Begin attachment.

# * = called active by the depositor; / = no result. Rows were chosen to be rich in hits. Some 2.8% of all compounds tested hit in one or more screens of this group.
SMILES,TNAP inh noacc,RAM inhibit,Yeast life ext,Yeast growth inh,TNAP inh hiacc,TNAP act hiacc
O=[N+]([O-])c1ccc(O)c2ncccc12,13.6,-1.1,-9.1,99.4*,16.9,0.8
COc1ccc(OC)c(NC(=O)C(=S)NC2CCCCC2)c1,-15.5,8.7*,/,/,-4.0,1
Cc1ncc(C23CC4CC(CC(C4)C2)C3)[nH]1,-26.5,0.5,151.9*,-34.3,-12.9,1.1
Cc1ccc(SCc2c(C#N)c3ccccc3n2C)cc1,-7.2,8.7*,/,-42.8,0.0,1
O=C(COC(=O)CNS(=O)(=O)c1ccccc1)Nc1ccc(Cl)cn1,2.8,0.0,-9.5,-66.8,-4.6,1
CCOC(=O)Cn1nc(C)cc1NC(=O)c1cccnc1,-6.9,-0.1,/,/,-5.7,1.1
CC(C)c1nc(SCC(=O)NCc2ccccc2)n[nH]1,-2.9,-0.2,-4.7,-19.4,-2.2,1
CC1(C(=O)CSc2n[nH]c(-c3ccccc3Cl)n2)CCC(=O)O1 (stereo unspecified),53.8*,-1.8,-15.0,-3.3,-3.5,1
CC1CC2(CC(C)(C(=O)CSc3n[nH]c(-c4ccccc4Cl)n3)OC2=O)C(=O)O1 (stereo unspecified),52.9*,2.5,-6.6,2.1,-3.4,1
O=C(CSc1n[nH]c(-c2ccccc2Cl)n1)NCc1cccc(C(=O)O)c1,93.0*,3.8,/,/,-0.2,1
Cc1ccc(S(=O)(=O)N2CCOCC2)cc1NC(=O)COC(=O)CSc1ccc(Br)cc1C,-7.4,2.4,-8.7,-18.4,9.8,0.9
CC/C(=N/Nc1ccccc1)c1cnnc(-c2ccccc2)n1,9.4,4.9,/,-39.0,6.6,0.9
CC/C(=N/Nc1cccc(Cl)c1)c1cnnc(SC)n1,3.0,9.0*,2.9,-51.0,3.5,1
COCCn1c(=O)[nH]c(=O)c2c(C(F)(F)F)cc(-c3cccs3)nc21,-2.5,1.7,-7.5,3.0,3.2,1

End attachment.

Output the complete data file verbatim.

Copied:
# * = called active by the depositor; / = no result. Rows were chosen to be rich in hits. Some 2.8% of all compounds tested hit in one or more screens of this group.
SMILES,TNAP inh noacc,RAM inhibit,Yeast life ext,Yeast growth inh,TNAP inh hiacc,TNAP act hiacc
O=[N+]([O-])c1ccc(O)c2ncccc12,13.6,-1.1,-9.1,99.4*,16.9,0.8
COc1ccc(OC)c(NC(=O)C(=S)NC2CCCCC2)c1,-15.5,8.7*,/,/,-4.0,1
Cc1ncc(C23CC4CC(CC(C4)C2)C3)[nH]1,-26.5,0.5,151.9*,-34.3,-12.9,1.1
Cc1ccc(SCc2c(C#N)c3ccccc3n2C)cc1,-7.2,8.7*,/,-42.8,0.0,1
O=C(COC(=O)CNS(=O)(=O)c1ccccc1)Nc1ccc(Cl)cn1,2.8,0.0,-9.5,-66.8,-4.6,1
CCOC(=O)Cn1nc(C)cc1NC(=O)c1cccnc1,-6.9,-0.1,/,/,-5.7,1.1
CC(C)c1nc(SCC(=O)NCc2ccccc2)n[nH]1,-2.9,-0.2,-4.7,-19.4,-2.2,1
CC1(C(=O)CSc2n[nH]c(-c3ccccc3Cl)n2)CCC(=O)O1 (stereo unspecified),53.8*,-1.8,-15.0,-3.3,-3.5,1
CC1CC2(CC(C)(C(=O)CSc3n[nH]c(-c4ccccc4Cl)n3)OC2=O)C(=O)O1 (stereo unspecified),52.9*,2.5,-6.6,2.1,-3.4,1
O=C(CSc1n[nH]c(-c2ccccc2Cl)n1)NCc1cccc(C(=O)O)c1,93.0*,3.8,/,/,-0.2,1
Cc1ccc(S(=O)(=O)N2CCOCC2)cc1NC(=O)COC(=O)CSc1ccc(Br)cc1C,-7.4,2.4,-8.7,-18.4,9.8,0.9
CC/C(=N/Nc1ccccc1)c1cnnc(-c2ccccc2)n1,9.4,4.9,/,-39.0,6.6,0.9
CC/C(=N/Nc1cccc(Cl)c1)c1cnnc(SC)n1,3.0,9.0*,2.9,-51.0,3.5,1
COCCn1c(=O)[nH]c(=O)c2c(C(F)(F)F)cc(-c3cccs3)nc21,-2.5,1.7,-7.5,3.0,3.2,1